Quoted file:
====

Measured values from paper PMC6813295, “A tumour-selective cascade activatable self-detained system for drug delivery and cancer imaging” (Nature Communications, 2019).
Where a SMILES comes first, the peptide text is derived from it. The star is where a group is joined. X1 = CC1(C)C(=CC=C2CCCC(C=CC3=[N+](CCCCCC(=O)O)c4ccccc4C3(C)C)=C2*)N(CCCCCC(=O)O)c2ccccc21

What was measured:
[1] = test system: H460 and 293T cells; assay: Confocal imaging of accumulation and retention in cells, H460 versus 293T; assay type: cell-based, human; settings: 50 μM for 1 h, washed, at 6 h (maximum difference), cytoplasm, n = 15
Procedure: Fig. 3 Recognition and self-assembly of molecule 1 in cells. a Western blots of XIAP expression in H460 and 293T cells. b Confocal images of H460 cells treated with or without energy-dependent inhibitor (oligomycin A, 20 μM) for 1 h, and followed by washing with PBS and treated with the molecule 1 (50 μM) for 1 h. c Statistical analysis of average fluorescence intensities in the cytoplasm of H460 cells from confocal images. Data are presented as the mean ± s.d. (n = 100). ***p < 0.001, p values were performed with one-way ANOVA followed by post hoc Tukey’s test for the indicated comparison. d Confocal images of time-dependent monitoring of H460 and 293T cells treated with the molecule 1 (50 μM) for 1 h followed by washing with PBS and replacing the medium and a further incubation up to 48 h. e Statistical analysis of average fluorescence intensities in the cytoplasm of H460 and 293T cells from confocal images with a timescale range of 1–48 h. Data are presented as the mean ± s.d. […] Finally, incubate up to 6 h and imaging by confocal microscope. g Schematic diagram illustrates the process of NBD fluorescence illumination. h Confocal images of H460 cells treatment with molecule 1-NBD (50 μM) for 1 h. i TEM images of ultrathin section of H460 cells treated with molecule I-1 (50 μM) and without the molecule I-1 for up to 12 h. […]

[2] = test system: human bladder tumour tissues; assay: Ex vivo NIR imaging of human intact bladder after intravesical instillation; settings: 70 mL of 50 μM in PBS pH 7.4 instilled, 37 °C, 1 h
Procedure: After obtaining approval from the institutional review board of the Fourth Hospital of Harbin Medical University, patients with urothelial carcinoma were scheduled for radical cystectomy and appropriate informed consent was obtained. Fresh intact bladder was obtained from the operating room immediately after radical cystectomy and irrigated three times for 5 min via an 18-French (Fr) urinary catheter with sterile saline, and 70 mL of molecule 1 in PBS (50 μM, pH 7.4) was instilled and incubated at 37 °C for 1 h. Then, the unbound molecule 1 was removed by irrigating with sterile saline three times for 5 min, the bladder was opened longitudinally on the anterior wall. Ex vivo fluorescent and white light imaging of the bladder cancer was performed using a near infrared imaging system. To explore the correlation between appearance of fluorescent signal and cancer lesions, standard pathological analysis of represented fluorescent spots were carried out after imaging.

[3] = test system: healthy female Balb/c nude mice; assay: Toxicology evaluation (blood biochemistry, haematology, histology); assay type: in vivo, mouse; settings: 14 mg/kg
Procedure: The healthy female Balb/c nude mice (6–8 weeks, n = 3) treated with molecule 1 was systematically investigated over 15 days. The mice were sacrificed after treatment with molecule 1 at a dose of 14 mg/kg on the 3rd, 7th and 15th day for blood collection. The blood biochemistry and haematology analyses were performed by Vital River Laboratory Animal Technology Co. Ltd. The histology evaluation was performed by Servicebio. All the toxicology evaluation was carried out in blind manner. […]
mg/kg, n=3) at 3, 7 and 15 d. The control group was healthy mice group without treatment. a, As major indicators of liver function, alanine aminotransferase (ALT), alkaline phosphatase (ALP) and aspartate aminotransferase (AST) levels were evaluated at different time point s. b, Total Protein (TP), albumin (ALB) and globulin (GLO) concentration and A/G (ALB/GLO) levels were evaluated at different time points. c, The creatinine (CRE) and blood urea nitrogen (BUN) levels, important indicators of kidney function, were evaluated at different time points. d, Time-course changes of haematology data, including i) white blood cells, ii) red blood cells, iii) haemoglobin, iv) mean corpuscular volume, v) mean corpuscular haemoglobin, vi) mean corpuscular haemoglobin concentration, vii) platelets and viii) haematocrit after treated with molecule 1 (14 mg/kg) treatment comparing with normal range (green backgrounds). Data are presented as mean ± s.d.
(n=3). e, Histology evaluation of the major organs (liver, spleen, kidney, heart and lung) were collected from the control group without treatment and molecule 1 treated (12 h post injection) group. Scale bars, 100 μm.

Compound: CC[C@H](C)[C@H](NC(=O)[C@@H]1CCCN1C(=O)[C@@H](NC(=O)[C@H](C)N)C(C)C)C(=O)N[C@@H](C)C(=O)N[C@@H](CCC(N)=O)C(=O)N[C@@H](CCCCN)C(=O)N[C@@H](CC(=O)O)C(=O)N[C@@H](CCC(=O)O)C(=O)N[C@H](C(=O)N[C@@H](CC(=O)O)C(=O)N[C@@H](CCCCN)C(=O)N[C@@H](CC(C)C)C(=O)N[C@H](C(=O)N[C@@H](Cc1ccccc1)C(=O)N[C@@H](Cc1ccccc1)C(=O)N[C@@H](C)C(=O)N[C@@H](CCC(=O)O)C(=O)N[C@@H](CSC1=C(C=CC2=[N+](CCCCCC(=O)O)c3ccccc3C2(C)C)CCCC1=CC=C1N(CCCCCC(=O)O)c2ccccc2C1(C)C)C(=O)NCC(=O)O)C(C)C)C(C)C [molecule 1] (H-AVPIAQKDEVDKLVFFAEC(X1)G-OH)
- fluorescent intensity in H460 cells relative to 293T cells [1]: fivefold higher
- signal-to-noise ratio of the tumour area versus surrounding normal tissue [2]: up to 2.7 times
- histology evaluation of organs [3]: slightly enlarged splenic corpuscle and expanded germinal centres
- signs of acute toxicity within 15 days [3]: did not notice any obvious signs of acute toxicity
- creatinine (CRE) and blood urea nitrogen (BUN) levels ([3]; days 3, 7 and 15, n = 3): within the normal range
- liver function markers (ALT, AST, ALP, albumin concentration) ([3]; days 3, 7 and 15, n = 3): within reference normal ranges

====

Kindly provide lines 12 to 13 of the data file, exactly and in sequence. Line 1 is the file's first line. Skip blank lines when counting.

Compound: CC[C@H](C)[C@H](NC(=O)[C@@H]1CCCN1C(=O)[C@@H](NC(=O)[C@H](C)N)C(C)C)C(=O)N[C@@H](C)C(=O)N[C@@H](CCC(N)=O)C(=O)N[C@@H](CCCCN)C(=O)N[C@@H](CC(=O)O)C(=O)N[C@@H](CCC(=O)O)C(=O)N[C@H](C(=O)N[C@@H](CC(=O)O)C(=O)N[C@@H](CCCCN)C(=O)N[C@@H](CC(C)C)C(=O)N[C@H](C(=O)N[C@@H](Cc1ccccc1)C(=O)N[C@@H](Cc1ccccc1)C(=O)N[C@@H](C)C(=O)N[C@@H](CCC(=O)O)C(=O)N[C@@H](CSC1=C(C=CC2=[N+](CCCCCC(=O)O)c3ccccc3C2(C)C)CCCC1=CC=C1N(CCCCCC(=O)O)c2ccccc2C1(C)C)C(=O)NCC(=O)O)C(C)C)C(C)C [molecule 1] (H-AVPIAQKDEVDKLVFFAEC(X1)G-OH)
- fluorescent intensity in H460 cells relative to 293T cells [1]: fivefold higher